employee engagement

Forge a Common Purpose to Unite Factions

Pursuing real change in any system is a challenge. One of the main reasons for the challenge of change is the reality of factions within any group. Because each faction has its different perspectives and different and multiple purposes around any issue or challenge, it’s difficult to hold everyone together under one or even two common purposes. Even in organizations where all employees are (or should be) united under the entity’s purpose, each new initiative uncovers multiple purposes for the various factions or interests involved.

For example, in my years as a HR Director, it was common for the Payroll department and the HR department to be at odds. This might seem strange because both groups have the purpose of creating a great workplace by ensuring employee fairness (in pay and work environment). However, each function comes from a different vantage point regarding those same employees. In carrying out the purpose of fairness to employees, Payroll often emphasizes consistent and accurate processes that designed with little flexibility.

In contrast, HR’s purpose of ensuring fairness to employees often occurs during situations fraught with miscommunication and non-standard situations. For example, it was not uncommon to learn of an issue with an employee’s reported work hours after Payroll had finished processing pay for the period. HR sought to rectify the situation before (of even just after) the pay was sent to the bank. Payroll would be frustrated processing had already occurred. Even if there were processes in place to make adjustments due to errors, the adjustments usually occurred after payday.

You see, Payroll typically had an additional purpose of creating a SYSTEM for numerical accuracy and fairness; HR’s additional purpose were often about FLEXIBILITY to address non-standard situations or miscommunication that occurs with people. Neither was correct or wrong. Each function came from a different perspective while pursuing a similar overall purpose. It illustrates why it’s important to forge a common purpose among factions – groups with different interests and perspectives.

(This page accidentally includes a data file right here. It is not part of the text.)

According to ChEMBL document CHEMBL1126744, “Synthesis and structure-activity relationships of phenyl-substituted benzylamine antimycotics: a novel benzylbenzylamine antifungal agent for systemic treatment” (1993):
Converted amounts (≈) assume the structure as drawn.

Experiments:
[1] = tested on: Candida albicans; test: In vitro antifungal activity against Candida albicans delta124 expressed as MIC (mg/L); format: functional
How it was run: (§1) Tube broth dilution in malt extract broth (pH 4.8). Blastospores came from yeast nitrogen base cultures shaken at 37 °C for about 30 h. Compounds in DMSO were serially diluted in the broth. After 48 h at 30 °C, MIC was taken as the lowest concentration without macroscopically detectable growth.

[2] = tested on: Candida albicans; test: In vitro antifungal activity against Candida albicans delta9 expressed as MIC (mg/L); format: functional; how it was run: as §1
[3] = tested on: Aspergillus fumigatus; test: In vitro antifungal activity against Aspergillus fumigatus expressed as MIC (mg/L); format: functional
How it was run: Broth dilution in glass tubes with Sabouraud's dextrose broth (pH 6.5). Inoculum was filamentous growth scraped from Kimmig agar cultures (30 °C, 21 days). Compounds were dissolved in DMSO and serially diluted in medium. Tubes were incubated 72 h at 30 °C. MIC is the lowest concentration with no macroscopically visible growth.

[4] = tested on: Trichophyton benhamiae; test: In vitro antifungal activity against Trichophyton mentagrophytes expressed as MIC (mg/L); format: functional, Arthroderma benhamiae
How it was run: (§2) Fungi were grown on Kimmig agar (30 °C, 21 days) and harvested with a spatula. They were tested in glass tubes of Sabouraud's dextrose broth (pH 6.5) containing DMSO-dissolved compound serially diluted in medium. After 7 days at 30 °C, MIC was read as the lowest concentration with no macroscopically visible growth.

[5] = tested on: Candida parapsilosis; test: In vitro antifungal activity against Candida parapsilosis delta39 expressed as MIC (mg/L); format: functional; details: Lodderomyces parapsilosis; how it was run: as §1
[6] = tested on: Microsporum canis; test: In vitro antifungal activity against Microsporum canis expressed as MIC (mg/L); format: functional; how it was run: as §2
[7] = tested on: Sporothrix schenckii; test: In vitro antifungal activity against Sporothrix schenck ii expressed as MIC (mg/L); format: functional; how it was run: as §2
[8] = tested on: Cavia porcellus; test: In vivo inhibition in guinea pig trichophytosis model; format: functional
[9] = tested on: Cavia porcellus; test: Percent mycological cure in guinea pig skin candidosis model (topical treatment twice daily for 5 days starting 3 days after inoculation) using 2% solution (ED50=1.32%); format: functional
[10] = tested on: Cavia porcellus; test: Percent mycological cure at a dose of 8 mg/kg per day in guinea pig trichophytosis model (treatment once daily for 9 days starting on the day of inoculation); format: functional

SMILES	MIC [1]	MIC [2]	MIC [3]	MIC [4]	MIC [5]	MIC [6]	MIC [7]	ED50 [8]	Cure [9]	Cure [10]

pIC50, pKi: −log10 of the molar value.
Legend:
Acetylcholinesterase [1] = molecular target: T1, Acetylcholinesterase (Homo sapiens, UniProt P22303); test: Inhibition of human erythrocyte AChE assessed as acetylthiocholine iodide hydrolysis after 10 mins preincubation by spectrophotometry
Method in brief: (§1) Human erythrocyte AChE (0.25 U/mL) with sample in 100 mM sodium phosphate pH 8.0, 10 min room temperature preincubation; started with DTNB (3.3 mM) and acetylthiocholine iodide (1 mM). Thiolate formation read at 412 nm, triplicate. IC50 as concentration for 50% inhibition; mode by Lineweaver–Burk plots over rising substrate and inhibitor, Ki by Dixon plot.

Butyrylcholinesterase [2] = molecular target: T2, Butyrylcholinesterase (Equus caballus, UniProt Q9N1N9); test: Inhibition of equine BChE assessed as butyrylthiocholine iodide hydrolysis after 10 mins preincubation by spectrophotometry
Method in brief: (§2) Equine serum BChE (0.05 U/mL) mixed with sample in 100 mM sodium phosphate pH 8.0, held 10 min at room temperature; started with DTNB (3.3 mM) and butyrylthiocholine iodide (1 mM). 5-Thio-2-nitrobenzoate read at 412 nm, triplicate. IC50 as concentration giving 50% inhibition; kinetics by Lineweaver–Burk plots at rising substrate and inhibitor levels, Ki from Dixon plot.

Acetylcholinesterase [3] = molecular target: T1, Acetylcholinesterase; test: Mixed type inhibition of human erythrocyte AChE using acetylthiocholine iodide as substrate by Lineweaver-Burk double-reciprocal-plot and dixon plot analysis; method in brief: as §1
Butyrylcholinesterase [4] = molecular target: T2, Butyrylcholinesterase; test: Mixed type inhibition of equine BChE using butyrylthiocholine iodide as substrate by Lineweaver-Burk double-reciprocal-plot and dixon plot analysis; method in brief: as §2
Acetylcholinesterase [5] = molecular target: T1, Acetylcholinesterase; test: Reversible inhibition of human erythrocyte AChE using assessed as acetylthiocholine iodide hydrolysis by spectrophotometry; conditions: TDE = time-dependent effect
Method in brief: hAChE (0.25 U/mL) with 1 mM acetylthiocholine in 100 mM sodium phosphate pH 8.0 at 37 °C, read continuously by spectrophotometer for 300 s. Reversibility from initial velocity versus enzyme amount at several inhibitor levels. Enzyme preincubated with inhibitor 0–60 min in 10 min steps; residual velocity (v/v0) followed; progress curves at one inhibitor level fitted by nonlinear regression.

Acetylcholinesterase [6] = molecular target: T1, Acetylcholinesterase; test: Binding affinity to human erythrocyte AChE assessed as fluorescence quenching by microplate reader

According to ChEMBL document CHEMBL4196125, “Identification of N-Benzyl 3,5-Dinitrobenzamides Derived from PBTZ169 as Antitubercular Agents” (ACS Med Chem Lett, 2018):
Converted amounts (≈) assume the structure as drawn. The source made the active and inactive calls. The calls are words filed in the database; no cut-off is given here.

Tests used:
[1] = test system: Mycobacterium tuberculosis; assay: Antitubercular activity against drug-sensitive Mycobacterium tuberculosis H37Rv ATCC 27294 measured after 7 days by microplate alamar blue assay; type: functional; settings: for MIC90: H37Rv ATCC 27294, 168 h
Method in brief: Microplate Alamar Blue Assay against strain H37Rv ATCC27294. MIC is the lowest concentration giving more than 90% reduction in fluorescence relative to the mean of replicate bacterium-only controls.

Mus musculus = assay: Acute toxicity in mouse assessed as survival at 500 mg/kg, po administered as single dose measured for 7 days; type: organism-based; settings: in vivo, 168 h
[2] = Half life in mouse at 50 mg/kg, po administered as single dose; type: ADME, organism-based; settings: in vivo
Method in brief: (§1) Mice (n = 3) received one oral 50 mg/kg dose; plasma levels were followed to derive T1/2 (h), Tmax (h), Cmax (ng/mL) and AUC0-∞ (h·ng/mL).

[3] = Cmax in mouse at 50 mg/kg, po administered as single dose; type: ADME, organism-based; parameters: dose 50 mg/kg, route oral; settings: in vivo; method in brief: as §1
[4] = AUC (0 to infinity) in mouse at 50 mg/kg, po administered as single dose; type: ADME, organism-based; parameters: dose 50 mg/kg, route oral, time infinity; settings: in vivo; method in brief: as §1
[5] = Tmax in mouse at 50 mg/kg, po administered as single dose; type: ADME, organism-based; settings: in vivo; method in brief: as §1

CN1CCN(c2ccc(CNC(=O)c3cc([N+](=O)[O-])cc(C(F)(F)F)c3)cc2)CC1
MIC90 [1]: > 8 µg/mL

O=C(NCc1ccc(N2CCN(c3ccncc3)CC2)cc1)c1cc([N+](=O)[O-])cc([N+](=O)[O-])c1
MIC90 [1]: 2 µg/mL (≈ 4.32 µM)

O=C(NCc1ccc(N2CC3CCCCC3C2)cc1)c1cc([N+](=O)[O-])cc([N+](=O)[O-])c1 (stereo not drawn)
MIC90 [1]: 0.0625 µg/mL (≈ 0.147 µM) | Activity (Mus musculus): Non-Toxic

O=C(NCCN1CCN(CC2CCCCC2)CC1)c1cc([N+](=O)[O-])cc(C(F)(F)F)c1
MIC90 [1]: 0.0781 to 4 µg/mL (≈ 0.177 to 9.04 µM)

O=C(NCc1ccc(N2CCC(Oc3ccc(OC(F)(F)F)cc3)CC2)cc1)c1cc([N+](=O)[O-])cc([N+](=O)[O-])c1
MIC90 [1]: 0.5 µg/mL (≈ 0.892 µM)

How to forge a common purpose with the different factions you work with in your organization:

  1. Clarify your own purpose(s). List up to 10 purposes that are important to you. (Purposes are your “why” for pursuing a course of action. They are deeply-held beliefs that inspire you.)
  2. If you don’t know, find out the “whys” for the other factions you’re working with. What beliefs and “whys” are driving them.
  3. Look for overlap of purposes among individuals/factions. Focus the overlap to reshape and reframe them, so others understand and resonate with them.
  4. Be prepared to let go of some your purposes – at least for now. Concentrate on common ones.
  5. Get “real” with your common purpose(s) by using them to create or modify a concrete plan with goals, objectives, milestones, and timelines.

Even in complex situations with many factions, you can forge common purpose and use that purpose to create a plan to move forward.

WANT TO USE THIS IN YOUR NEWSLETTER, BLOG OR WEBSITE? You can, as long as you include this information with it: Beth Strathman works with women in leadership who want to have more positive impact within their organizations, by gaining greater composure, focus, and influence with their teams. Learn more at: firebrandconsultingllc.com.